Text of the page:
A Chinese-American disabled activist shares her ultimate comfort food while isolating from the coronavirus pandemic.
Tomatoes are essential to Nigerian cooking. Though fresh tomatoes are popular, I always have canned tomatoes in my “store”, aka the Nigerian pantry for emergency situations – like this quarantine and lockdown.
If you want a sauce that is versatile and delicious, easy to make in big batches and relatively cheap to boot – look no further than this Italian “sugo”. This is one of those occasions where canned tomatoes, by virtue of being skinned produce, create a much nicer and smoother result compared with fresh tomatoes. I recommend checking to make sure the canned goods are BPA-free.
Food television has always brought me comfort, giving me the ability to travel by plate and explore food cultures and cuisines from the comfort of my couch.
If there ever was a show that bound my children and me, it’s Masterchef Australia. Everything about the gorgeous seasonal produce featured, the pure joy shared by chef teachers and students and the creativity, makes it exceptional programming.
This was our ritual with each new season, watch the show together after dinner and before bedtime every day. It brought us together, squished and squashed on the couch, exhaling at the end of each new challenge, excited for new ingredients and techniques.
Quite often, we left an episode with a list of “must-cook-this” and this sugo by Andre Usini, a chef of Italian heritage, with just four ingredients, olive oil, onions, canned tomatoes and fresh basil, topped the list.
My version has a few more ingredients but nothing you will need to search for. And with only a handful of things, you’ll have made something that you can soup, sauce and bake.
1 or 2 cans of whole peeled tomatoes (800 grams)
½ tsp coarsely crushed black peppercorns
1 tsp dried herbs (Italian seasoning, Herbs de Provence, basil, thyme, etc)
1 large onion, roughly chopped
½ cup extra virgin olive oil
A handful of fresh basil leaves
½ tsp red chilli flakes
2 whole cloves of garlic
Brown sugar, to taste
Salt, to taste
1. Set a deep pan on the stovetop. Pour the oil in and set the stove to medium-low heat.
2. Add onions, garlic, dried herbs, peppercorns, chilli flakes and some salt. Stir often and cook gently for 2 – 3 minutes.
3. Add the tomatoes, season with salt and stir gently. Go easy on the salt here, as you will have a chance to adjust seasoning at the end.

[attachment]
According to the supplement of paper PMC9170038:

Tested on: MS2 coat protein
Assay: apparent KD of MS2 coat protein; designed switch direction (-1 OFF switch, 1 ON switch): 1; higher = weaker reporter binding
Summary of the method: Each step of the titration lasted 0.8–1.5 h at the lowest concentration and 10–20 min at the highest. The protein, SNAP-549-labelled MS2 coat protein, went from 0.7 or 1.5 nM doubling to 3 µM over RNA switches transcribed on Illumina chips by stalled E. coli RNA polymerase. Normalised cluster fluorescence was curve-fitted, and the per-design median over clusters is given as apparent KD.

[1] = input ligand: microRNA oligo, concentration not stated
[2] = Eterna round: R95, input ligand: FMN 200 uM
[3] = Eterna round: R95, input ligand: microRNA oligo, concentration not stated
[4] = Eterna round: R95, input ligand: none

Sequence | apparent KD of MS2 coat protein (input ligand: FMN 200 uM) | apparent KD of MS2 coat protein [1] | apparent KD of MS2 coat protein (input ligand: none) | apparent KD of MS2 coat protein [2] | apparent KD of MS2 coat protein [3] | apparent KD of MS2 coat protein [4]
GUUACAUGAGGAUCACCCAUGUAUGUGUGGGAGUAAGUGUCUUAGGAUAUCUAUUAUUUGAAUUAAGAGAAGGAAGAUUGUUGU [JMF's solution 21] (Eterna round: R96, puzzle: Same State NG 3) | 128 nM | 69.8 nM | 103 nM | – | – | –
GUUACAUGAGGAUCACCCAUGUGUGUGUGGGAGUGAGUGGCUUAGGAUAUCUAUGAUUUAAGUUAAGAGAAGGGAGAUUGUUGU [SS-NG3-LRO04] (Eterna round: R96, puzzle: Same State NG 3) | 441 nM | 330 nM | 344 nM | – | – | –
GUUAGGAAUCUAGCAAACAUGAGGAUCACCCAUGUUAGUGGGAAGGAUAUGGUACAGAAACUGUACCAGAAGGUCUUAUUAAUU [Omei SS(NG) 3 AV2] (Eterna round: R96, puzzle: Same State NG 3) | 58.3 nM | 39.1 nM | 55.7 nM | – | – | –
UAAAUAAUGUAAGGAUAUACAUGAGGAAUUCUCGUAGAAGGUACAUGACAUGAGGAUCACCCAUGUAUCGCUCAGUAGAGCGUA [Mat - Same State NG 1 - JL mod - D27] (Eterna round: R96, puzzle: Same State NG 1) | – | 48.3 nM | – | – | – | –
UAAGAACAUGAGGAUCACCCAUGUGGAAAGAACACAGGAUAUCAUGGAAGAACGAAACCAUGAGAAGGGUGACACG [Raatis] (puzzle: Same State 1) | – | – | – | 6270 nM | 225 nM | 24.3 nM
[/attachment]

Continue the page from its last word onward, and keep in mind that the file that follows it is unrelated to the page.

4. Turn up the heat and bring the mixture to the boil, then lower and let it simmer for about 10 – 15 minutes.
5. Add a cup of water (250ml) and fresh basil to the pot and continue to simmer 30-40 minutes until a layer of oil appears at the top. Turn off the heat and let cool.
6. Blend with a stick blender or your regular blender to your desired texture – I like smooth and creamy. The sauce will turn orange.
7. Once blended, return to the pot. Balance the acidity and sweetness, as you desire, with a touch of sugar and salt.
How to use it
1. Soup it – Thin with some stock and serve with crusty bread.
2. Sauce it – Saute vegetables and/or protein, add sauce and let simmer until cooked through.
3. Bake it – Use it as the base for any ragu.
Chunky sauce – For this, you’ll need to make slight adjustments in the preparation. Finely chop the onions and strain the tomatoes, keeping the strained tomato juice. Chop the tomatoes and continue simmering for 30 – 40 minutes, replacing the water with the strained juice. Cook through and omit the blending step.
The chunky sauce is a great base for shakshuka. Simply pour it into a wide saucepan with a lid and add a few fresh herbs (parsley, coriander, dill, whatever you have). Make a few hollows to break your eggs into. Sprinkle salt, pepper, crumbled feta, whatever you like, over the top. Put the lid on and cook over medium heat until the eggs are as done as you like them.
Season differently – Ditch Italian seasoning for a Nigerian blend of curry powder, dried thyme, ginger and bay leaf. Serve with white rice or use as the base of Jollof, a seasoned red rice dish.
Recipe courtesy of Ozoz Sokoh